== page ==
The Chagatai language was employed by the Central Asian Turkic States as a written language – and consequently as a diplomatic language - from the 13th century until the 19th century. It is the language in which a great variety of written records created between the 14th and 19th centuries have been preserved: chronicles, didactic (mostly Islamic) treatises, collected works of many poets such as Alisher Navoyi, stories of the lives of the saints, glossaries, grammatical studies, extensive memoirs, translations of commentaries on the Qur’an and the traditions reflecting the literary life of a region in the 15th and 16th centuries was a scene of a remarkable historical cultural phenomenon called the scene of Central Asian renaissance. It exerted significant influence on a huge region extending from Afghanistan, India, to Crimea and Caucasus in Russia. From the 19th century on, due to the fact that Central Asia was invaded and shared by the Chinese and Russian Empires, the Chagatai language began to lose influence and was replaced by regional dialects. It then split into two, becoming the two modern Turkic languages known as Uyghur and Uzbek.
The Chagatai language is not in active use today. With the emergence of national languages in the region (Uzbek, Kazak, Kighiz, Karakalpak, Tatar, and Bashkir) and the progress of literacy in the native tongues, along with the rise of national awareness among these peoples, it lost its significance as a common literary idiom of the Turks of Central Asia. Yet we cannot call Chagatai an extinct language. Its basic structure and most of its special grammatical traits continue to exist in the mentioned modern Turkic idioms. Since there were no purist of secularist language reforms to cut out Arabic and Persian elements from the vocabulary, Chagatai has remained very close to the modern dialects especially through its paremiologic content which continues an essential part of the cultural heritage of Central Asian Turks.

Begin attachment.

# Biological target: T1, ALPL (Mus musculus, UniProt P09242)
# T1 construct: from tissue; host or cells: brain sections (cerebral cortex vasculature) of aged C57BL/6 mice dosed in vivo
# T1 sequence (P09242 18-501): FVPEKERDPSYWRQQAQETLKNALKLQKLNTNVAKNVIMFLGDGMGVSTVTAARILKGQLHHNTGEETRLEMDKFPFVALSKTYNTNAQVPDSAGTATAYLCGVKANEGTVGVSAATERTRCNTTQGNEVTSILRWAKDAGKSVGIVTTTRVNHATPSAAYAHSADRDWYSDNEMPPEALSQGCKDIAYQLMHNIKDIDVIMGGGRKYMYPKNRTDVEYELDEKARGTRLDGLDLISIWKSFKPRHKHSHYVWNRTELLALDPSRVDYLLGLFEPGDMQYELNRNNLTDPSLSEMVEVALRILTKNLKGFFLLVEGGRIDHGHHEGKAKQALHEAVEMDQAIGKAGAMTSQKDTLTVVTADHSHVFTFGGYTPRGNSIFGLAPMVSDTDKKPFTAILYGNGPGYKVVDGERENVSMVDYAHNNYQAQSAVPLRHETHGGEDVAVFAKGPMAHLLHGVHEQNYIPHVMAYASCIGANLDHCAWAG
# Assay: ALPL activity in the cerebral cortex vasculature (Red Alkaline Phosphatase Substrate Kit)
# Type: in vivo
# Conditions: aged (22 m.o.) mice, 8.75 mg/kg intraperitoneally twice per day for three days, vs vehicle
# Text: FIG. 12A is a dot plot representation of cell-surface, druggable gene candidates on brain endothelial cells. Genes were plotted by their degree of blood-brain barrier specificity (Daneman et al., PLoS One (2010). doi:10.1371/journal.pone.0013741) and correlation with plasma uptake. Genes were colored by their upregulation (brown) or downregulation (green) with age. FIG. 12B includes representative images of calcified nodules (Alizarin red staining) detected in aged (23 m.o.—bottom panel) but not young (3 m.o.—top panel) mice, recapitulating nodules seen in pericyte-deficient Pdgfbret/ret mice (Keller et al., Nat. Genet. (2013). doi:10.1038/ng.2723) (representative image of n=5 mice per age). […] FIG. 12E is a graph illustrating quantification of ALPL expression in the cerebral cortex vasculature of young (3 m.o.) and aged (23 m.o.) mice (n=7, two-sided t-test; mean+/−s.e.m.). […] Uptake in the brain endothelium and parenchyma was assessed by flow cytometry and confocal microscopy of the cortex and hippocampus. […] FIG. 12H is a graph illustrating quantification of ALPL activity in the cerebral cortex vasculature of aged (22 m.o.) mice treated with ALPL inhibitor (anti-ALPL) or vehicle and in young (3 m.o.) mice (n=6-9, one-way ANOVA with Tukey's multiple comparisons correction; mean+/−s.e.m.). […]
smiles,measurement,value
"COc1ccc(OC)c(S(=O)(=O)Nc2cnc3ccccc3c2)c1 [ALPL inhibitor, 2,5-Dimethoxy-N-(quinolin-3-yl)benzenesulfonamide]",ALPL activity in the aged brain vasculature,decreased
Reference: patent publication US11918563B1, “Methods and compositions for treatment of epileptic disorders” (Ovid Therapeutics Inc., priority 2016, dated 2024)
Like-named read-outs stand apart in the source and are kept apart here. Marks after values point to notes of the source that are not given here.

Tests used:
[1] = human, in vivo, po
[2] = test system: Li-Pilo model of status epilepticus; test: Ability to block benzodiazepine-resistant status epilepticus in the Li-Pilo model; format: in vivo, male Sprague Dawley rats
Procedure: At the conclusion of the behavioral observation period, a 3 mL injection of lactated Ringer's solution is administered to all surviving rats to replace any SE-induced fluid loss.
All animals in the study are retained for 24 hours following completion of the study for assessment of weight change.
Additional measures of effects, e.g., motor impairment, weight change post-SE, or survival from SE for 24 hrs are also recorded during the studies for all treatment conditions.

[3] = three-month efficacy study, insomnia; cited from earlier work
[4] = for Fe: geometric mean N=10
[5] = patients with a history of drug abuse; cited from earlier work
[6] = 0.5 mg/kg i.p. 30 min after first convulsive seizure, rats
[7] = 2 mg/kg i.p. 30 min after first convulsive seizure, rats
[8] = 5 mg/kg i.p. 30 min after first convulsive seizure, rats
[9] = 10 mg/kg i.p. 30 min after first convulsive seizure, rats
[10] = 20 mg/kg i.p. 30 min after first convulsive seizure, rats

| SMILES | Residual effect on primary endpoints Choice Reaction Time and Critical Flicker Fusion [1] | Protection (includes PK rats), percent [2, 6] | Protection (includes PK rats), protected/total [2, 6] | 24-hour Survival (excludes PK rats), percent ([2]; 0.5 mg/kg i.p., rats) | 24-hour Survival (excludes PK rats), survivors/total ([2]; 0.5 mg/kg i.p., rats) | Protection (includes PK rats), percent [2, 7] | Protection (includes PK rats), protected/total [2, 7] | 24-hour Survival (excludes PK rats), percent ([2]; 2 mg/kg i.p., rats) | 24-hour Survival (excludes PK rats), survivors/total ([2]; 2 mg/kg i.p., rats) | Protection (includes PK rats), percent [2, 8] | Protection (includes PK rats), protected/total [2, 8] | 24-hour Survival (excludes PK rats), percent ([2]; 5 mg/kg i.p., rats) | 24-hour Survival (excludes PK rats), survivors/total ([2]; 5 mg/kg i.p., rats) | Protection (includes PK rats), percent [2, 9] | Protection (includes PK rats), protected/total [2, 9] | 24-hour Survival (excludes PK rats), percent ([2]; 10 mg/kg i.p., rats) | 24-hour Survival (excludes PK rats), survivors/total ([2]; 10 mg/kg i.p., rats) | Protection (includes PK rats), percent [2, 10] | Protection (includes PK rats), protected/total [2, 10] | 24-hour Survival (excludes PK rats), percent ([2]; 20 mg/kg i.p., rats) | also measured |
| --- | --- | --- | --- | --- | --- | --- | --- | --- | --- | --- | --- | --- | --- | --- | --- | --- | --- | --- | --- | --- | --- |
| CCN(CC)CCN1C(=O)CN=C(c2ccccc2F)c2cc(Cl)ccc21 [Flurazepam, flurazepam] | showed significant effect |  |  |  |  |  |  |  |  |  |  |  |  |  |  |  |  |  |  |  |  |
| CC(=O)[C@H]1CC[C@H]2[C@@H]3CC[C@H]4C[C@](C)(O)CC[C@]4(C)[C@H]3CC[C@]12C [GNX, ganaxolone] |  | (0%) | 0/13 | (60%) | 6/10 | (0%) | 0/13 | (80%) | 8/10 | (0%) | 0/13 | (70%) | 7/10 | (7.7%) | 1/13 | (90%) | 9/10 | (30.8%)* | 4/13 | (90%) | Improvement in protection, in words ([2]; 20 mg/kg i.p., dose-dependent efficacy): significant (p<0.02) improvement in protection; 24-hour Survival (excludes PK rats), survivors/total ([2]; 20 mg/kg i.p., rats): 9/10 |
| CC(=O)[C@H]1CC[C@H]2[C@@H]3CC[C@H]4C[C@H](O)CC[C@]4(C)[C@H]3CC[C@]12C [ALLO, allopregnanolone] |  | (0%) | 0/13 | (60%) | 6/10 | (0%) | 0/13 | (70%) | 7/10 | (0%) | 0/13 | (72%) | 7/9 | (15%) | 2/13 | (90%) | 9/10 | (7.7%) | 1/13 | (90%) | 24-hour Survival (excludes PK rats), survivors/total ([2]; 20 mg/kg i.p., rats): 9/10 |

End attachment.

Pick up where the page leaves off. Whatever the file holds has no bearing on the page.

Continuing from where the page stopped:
Chagatai works were mostly written in a slightly modified version of Arabic script. Arabic and Persian loan elements were spelled according to their Arabic and Persian orthography, differentiating between short and long vowels by the use of matres lectionis: (alif, war, and yod). In Turkish words, on the other hands, there was a tendency to mark all vowels by their equivalent Arabic characters, rather than diacritical marks, a criterion that makes Chagatai differ from Ottoman where diacritical marks were preferred in this role. The generous use of matres lectionis enables the reader to distinguish between rounded and unrounded vowels. There are no direct indicators for the reader to identify front and back vowels in Turkish graphemes where they play a distinctive role.